Fitness Tracker Review: Fitbit Ionic vs. Apple Watch Series 4 – Forbes
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Fitbit fans will grumble that comparing the beloved wearable tech device with an Apple Watch is like comparing apples to … anything. And Apple fans will just scoff and roll their eyes. But that doesn’t change the fact that both devices are striving to fill a similar niche—activity tracking and smartwatch notifications for your wrist.
Here’s how the Fitbit Ionic stacks up against the Apple Watch Series 4:
Back when Fitbit bought one of my favorite wearable tech companies, Pebble, fans were assured they’d be seeing assets from the defunct smartwatch again. The Fitbit Ionic is the delivery of that promise. At least spiritually.
Pebble engineers were brought onboard at Fitbit to design an app store for their smart devices like they had for Pebble. The result lifted the Ionic from an also-ran fitness tracker and turned it into a pretty fun device in its own right. From Star Trek watch faces to calculator apps, the Ionic is now at least as interesting as the Pebble it replaced.
The Ionic is also the most powerful device in Fitbit’s stable. Not only does it have the standard fitness tracking you expect, but it also has built-in GPS. That means you don’t have to be tethered to your phone when you go out for a run. And it’s water-resistant, so you don’t have to worry about it getting soaked or showering after a workout.
Most impressive, the Ionic has a five-day battery, letting you hit the pavement without worrying if your watch will make it to the end of a workout or three. The device also has on-wrist coaching videos and can track sleep patterns (since there’s no need to charge every night).
If you’re looking for smartwatch notifications, you’ll get those on the Ionic as well. Though they’re mostly of the “look, don’t touch” variety. Letting you view them, dismiss them, and not a whole lot else. If you’re on Android, you can send pre-canned quick replies to text messages.
The only real issue with the Ionic is the aesthetic. The large rectangular face and stiff rubber wristband are more reminiscent of an early Garmin Forerunner than they are a modern smartwatch.
As a smartwatch, the Apple Watch is second to none. It features GPS logging, even without your iPhone, and is incredibly reliable. Best of all, the game-changing compact heart-rate sensor is just as accurate, if not more so, than any other wearable on the market.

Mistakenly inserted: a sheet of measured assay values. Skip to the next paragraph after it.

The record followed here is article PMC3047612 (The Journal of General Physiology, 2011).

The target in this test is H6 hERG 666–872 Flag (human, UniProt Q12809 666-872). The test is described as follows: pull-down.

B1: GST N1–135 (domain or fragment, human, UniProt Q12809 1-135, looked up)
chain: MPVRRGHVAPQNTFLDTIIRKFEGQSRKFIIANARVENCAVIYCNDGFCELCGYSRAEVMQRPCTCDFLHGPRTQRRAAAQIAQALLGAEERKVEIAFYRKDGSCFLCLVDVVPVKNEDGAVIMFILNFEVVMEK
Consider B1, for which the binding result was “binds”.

Instead of just nagging you, the Series 4 keeps an eye on when your heart rate spikes and your motion is consistent with working out. Recently, when I thought I started a Nike Run Club run, the Apple Workout app buzzed me a quarter mile in, asking me if I was running. When I confirmed, it filled in the first part of my run and activated to log the rest. As someone who’s always grumbling that if a run isn’t recorded, it didn’t really happen, that interaction was nothing short of revelatory.
My favorite trick, however, has to be leaving my iPhone at home and hitting the pavement. There’s also a dedicated Podcast app, meaning you don’t have to sideload your favorite podcast eps onto the device. With the cellular edition, you can stream them on the run.
The large screen of the Series 4 provides crisp, full color, and, most important, interactive notifications. I can control my alarm system. I can operate lights around my house. I can have Siri fetch information, set alarms, check on packages, and more, all without taking my iPhone out of my pocket. Rather than getting just enough information to know if you have to pull out your phone, the Apple Watch Series 4 is basically a teeny tiny iPhone on your wrist.
All that interactivity comes with a price, of course. No matter how much you baby your Apple Watch, it’s not going to last more than a day before needing to be recharged. That means an important part of your fitness (i.e., sleep quality) is being ignored.
So which do you get? If you’re in the Apple ecosystem already, the Apple Watch should be the only smartwatch on your shopping list. You can pick up a Series 3 for about the same price as the Fitbit Ionic and you’ll get deeper interactivity with your iPhone. It’s a companion device instead of a tech add-on.
On the other hand (or wrist, as it were), if you’re using Android or don’t like Apple, the Fitbit Ionic offers better battery life and sleep tracking that the Apple Watch can’t deliver. And while it’s not a lot less expensive than the Apple Watch, it is still cheaper.